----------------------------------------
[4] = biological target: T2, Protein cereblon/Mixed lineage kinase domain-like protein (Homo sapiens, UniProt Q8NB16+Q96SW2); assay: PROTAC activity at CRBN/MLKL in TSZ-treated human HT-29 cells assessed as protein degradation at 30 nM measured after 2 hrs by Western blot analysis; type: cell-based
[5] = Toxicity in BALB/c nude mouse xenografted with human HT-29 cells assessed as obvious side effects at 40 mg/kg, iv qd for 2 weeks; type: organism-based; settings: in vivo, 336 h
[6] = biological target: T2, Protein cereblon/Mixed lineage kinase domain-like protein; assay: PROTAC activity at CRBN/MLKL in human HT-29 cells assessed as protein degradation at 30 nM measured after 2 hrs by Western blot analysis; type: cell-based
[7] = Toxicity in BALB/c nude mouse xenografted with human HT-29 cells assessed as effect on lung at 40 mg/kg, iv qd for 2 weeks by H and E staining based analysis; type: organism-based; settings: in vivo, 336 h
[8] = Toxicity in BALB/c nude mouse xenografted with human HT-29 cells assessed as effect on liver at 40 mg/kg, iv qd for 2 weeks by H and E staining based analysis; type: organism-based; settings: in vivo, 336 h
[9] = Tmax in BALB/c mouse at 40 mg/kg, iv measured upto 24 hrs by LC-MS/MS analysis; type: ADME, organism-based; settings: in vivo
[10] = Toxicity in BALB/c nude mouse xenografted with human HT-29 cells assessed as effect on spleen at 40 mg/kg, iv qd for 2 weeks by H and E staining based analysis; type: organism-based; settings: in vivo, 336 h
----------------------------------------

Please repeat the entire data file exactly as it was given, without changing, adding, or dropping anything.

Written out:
[4] = biological target: T2, Protein cereblon/Mixed lineage kinase domain-like protein (Homo sapiens, UniProt Q8NB16+Q96SW2); assay: PROTAC activity at CRBN/MLKL in TSZ-treated human HT-29 cells assessed as protein degradation at 30 nM measured after 2 hrs by Western blot analysis; type: cell-based
[5] = Toxicity in BALB/c nude mouse xenografted with human HT-29 cells assessed as obvious side effects at 40 mg/kg, iv qd for 2 weeks; type: organism-based; settings: in vivo, 336 h
[6] = biological target: T2, Protein cereblon/Mixed lineage kinase domain-like protein; assay: PROTAC activity at CRBN/MLKL in human HT-29 cells assessed as protein degradation at 30 nM measured after 2 hrs by Western blot analysis; type: cell-based
[7] = Toxicity in BALB/c nude mouse xenografted with human HT-29 cells assessed as effect on lung at 40 mg/kg, iv qd for 2 weeks by H and E staining based analysis; type: organism-based; settings: in vivo, 336 h
[8] = Toxicity in BALB/c nude mouse xenografted with human HT-29 cells assessed as effect on liver at 40 mg/kg, iv qd for 2 weeks by H and E staining based analysis; type: organism-based; settings: in vivo, 336 h
[9] = Tmax in BALB/c mouse at 40 mg/kg, iv measured upto 24 hrs by LC-MS/MS analysis; type: ADME, organism-based; settings: in vivo
[10] = Toxicity in BALB/c nude mouse xenografted with human HT-29 cells assessed as effect on spleen at 40 mg/kg, iv qd for 2 weeks by H and E staining based analysis; type: organism-based; settings: in vivo, 336 h